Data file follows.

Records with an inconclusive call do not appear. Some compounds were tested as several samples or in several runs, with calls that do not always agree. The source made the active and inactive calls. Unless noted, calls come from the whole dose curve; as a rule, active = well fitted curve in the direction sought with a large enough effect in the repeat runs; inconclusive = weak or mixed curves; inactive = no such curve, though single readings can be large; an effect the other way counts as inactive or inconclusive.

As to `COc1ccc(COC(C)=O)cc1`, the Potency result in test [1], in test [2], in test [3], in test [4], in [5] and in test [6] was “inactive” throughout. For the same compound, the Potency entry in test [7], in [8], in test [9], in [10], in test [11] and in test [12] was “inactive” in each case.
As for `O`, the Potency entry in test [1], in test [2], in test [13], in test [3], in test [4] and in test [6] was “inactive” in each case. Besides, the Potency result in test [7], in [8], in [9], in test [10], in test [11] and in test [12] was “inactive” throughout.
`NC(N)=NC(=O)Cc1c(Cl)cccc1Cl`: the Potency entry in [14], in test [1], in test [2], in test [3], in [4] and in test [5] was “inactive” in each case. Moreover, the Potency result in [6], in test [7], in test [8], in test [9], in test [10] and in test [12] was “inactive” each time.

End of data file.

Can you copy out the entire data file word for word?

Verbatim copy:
Records with an inconclusive call do not appear. Some compounds were tested as several samples or in several runs, with calls that do not always agree. The source made the active and inactive calls. Unless noted, calls come from the whole dose curve; as a rule, active = well fitted curve in the direction sought with a large enough effect in the repeat runs; inconclusive = weak or mixed curves; inactive = no such curve, though single readings can be large; an effect the other way counts as inactive or inconclusive.

As to `COc1ccc(COC(C)=O)cc1`, the Potency result in test [1], in test [2], in test [3], in test [4], in [5] and in test [6] was “inactive” throughout. For the same compound, the Potency entry in test [7], in [8], in test [9], in [10], in test [11] and in test [12] was “inactive” in each case.
As for `O`, the Potency entry in test [1], in test [2], in test [13], in test [3], in test [4] and in test [6] was “inactive” in each case. Besides, the Potency result in test [7], in [8], in [9], in test [10], in test [11] and in test [12] was “inactive” throughout.
`NC(N)=NC(=O)Cc1c(Cl)cccc1Cl`: the Potency entry in [14], in test [1], in test [2], in test [3], in [4] and in test [5] was “inactive” in each case. Moreover, the Potency result in [6], in test [7], in test [8], in test [9], in test [10] and in test [12] was “inactive” each time.